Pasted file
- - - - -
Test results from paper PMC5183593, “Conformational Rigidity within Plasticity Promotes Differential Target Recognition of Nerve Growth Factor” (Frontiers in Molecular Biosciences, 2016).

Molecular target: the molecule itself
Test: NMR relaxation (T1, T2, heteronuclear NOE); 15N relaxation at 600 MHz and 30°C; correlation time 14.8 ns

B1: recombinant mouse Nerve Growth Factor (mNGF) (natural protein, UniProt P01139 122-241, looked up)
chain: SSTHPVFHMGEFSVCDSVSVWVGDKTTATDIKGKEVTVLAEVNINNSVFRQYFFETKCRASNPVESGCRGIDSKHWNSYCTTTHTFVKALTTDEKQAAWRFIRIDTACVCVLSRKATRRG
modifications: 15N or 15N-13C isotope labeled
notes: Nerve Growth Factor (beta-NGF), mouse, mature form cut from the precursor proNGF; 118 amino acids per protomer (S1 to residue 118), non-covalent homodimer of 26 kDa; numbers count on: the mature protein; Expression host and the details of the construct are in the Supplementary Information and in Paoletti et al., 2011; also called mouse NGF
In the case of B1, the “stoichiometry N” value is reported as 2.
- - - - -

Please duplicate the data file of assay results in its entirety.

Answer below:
Test results from paper PMC5183593, “Conformational Rigidity within Plasticity Promotes Differential Target Recognition of Nerve Growth Factor” (Frontiers in Molecular Biosciences, 2016).

Molecular target: the molecule itself
Test: NMR relaxation (T1, T2, heteronuclear NOE); 15N relaxation at 600 MHz and 30°C; correlation time 14.8 ns

B1: recombinant mouse Nerve Growth Factor (mNGF) (natural protein, UniProt P01139 122-241, looked up)
chain: SSTHPVFHMGEFSVCDSVSVWVGDKTTATDIKGKEVTVLAEVNINNSVFRQYFFETKCRASNPVESGCRGIDSKHWNSYCTTTHTFVKALTTDEKQAAWRFIRIDTACVCVLSRKATRRG
modifications: 15N or 15N-13C isotope labeled
notes: Nerve Growth Factor (beta-NGF), mouse, mature form cut from the precursor proNGF; 118 amino acids per protomer (S1 to residue 118), non-covalent homodimer of 26 kDa; numbers count on: the mature protein; Expression host and the details of the construct are in the Supplementary Information and in Paoletti et al., 2011; also called mouse NGF
In the case of B1, the “stoichiometry N” value is reported as 2.